Being of sound mind: it’s time to update your will

 by Carolyn Thomas     @HeartSisters

I feel like I should put a warning alongside this post, because it’s about something we don’t want to talk or even think about. We live in a death-denying society. I know this, because I spent many years working in hospice palliative care. For example, even a woman being admitted to our 17-bed in-patient unit one day seemed shocked by the brochures in her room. She told us that the words ‘end-of-life care’ on the brochure cover should be immediately removed, because those words meant the dreaded D-word that she’d been denying.   .      .  Continue reading “Being of sound mind: it’s time to update your will”

The sudden death of an ex-husband

 by Carolyn Thomas     @HeartSisters

His body was found in his favourite chair, facing the TV that was still on (most likely, watching hockey). He’d been a lifelong Toronto Maple Leafs fan despite the team’s disappointing inability to win the Stanley Cup each year since 1967; even his obituary included his long-suffering lament:

“When I die, I want the Leafs to be my pallbearers, so they can let me down one last time.”           .       .

Continue reading “The sudden death of an ex-husband”

Is the practice of medicine making doctors sick?

by Carolyn Thomas   @HeartSisters   

Sue Robins of Vancouver has an irresistible writing talent that’s somehow both quietly approachable and yet sneakily explosive. We see this talent in her book A Bird’s Eye View: Stories of  a Life Lived in Health Care. We also see it in her compelling blog essay, “We Are All In This Together” as she explores the “basic lack of humanity that ails health care – a lack of humanity for patients, families, staff, clinicians, physicians and administrators.”  As Sue says:

“We are all in this mess together.    .     . Continue reading “Is the practice of medicine making doctors sick?”

“The doctors want my symptoms but not my stories”

by Carolyn Thomas     @HeartSisters

Marilyn Gardner, in her 2014 book called “Between Worlds: Essays on Culture and Belonging“) wrote about a compelling conversation she once had:

Yet our physicians aren’t trained to embrace our stories, but instead to ask right away, “What brings you here today?” to kick-start a brief Q&A that can most efficiently solve the diagnostic mystery sitting across from them.      .     .    Continue reading ““The doctors want my symptoms but not my stories””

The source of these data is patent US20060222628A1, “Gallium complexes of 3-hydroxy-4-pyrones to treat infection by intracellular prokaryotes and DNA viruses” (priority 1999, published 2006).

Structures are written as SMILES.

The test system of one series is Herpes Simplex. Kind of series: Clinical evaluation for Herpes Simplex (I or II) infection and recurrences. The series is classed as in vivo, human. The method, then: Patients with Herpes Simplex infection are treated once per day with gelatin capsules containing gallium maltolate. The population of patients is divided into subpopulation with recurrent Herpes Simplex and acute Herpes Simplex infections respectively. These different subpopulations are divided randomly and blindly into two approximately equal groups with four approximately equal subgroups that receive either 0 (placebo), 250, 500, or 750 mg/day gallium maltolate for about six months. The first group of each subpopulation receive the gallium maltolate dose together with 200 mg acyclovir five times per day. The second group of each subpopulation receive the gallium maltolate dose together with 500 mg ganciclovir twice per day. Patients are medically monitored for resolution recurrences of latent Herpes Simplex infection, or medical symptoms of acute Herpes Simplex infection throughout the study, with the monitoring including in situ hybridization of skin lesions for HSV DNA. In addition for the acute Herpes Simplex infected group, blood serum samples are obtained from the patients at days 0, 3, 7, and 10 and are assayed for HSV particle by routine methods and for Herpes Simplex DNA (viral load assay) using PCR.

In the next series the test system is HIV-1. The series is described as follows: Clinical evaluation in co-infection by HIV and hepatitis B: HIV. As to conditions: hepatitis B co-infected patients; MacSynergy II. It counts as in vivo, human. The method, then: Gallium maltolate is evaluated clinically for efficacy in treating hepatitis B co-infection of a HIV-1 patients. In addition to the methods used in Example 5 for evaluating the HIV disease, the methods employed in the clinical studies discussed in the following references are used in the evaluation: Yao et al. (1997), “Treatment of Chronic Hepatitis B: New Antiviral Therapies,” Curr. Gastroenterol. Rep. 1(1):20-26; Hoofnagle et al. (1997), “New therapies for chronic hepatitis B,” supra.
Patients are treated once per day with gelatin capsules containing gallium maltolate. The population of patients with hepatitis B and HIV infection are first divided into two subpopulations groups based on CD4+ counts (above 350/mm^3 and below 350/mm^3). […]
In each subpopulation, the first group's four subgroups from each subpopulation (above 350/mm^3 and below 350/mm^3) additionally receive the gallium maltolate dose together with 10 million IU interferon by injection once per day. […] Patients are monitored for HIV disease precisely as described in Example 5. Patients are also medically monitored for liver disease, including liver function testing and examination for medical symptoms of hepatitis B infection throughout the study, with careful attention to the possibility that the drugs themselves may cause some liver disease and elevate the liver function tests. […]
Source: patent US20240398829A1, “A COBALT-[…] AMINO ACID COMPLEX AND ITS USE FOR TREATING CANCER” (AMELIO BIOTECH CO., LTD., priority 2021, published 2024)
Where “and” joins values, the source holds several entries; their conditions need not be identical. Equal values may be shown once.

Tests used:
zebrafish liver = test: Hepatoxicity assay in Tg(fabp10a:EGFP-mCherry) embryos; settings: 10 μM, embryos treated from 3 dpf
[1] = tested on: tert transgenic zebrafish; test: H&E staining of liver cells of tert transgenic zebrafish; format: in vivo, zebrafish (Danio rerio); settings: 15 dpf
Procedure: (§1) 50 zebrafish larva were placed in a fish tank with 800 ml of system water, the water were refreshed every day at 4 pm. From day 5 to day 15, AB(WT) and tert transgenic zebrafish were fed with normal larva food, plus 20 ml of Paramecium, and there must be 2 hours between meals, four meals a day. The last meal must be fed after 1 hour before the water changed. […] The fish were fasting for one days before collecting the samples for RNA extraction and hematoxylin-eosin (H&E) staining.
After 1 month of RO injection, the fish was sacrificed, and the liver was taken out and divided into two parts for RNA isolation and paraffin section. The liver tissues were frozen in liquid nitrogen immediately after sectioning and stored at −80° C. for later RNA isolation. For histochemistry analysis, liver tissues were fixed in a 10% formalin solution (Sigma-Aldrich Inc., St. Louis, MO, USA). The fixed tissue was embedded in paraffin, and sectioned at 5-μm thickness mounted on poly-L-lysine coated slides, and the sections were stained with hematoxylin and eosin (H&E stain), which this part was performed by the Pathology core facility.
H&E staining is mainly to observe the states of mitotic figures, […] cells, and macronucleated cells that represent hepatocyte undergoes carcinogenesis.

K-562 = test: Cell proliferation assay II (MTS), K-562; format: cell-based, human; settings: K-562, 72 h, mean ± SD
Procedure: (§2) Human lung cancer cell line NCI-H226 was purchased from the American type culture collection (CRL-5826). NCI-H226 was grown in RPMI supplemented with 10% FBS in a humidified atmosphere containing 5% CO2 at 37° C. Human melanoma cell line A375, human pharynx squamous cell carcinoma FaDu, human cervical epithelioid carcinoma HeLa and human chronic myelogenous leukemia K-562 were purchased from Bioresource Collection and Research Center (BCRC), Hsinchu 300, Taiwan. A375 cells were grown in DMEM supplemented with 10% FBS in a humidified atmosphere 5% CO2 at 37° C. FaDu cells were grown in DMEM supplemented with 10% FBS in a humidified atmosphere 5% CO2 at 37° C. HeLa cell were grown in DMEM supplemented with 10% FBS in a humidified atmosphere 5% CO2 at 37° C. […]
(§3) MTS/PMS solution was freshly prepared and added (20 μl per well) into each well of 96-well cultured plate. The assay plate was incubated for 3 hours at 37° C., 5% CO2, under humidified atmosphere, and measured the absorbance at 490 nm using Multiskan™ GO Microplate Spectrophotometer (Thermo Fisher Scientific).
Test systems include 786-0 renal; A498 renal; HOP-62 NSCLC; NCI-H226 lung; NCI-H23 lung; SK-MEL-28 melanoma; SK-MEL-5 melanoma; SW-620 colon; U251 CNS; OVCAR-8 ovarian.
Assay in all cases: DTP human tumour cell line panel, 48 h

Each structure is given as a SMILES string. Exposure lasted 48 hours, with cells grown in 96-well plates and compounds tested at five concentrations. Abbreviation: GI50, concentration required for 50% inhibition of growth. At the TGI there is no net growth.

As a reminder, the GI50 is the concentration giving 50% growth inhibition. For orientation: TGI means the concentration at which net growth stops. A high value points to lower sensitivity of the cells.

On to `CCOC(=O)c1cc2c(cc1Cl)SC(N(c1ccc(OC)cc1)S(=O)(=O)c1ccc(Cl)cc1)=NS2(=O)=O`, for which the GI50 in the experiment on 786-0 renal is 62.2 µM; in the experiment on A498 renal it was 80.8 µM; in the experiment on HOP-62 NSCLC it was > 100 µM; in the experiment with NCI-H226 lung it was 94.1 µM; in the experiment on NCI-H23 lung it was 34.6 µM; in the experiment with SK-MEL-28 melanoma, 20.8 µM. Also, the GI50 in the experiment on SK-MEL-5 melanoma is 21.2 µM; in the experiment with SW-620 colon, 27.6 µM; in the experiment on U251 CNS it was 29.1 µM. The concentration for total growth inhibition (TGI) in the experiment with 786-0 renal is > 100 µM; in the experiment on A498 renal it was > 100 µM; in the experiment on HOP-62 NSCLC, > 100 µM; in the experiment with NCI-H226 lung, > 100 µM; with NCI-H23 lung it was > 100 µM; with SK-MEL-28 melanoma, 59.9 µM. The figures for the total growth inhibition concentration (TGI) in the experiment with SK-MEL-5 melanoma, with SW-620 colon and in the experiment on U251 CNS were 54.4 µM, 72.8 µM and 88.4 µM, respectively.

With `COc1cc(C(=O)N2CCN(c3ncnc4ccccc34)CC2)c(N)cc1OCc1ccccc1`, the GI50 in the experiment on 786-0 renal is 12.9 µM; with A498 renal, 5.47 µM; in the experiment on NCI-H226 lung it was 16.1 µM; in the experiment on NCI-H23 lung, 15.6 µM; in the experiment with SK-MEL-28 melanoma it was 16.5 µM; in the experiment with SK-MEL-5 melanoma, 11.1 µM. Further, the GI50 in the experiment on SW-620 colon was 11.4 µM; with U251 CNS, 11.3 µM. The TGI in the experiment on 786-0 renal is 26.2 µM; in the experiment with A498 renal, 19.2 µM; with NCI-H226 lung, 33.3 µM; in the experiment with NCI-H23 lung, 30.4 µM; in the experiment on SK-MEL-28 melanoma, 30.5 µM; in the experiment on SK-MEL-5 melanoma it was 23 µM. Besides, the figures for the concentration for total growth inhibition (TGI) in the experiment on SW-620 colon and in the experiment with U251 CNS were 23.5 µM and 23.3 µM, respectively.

How kids cope when a parent has a heart attack

by Carolyn Thomas     @HeartSisters

In response to last week’s blog post about cortisol (which featured Dr. Doreen Rabi’s surprising explanation of how this stress hormone rises among heart attack patients AFTER hospital discharge), Jan Oldenburg sent me a note. Her note simply said:

I’m guessing our children’s stress levels were higher, too. My husband Jon was only 46 at the time of his heart attack.”  . . . .     .     . Continue reading “How kids cope when a parent has a heart attack”

Post-heart attack: why we feel worse before we feel better

by Carolyn Thomas     @HeartSisters

Discharge from the hospital is a highly difficult time for both patients and families, who are often under-supported. Our study found that the levels of the stress hormone cortisol in heart attack patients increased sharply after hospital discharge – and they can stay elevated for months.” 

The study that Dr. Doreen Rabi described to me may help to answer the question that so many of my Heart Sisters readers have been asking for years: Why do I feel worse after my heart attack before I start to feel better?   .     .    .     Continue reading “Post-heart attack: why we feel worse before we feel better”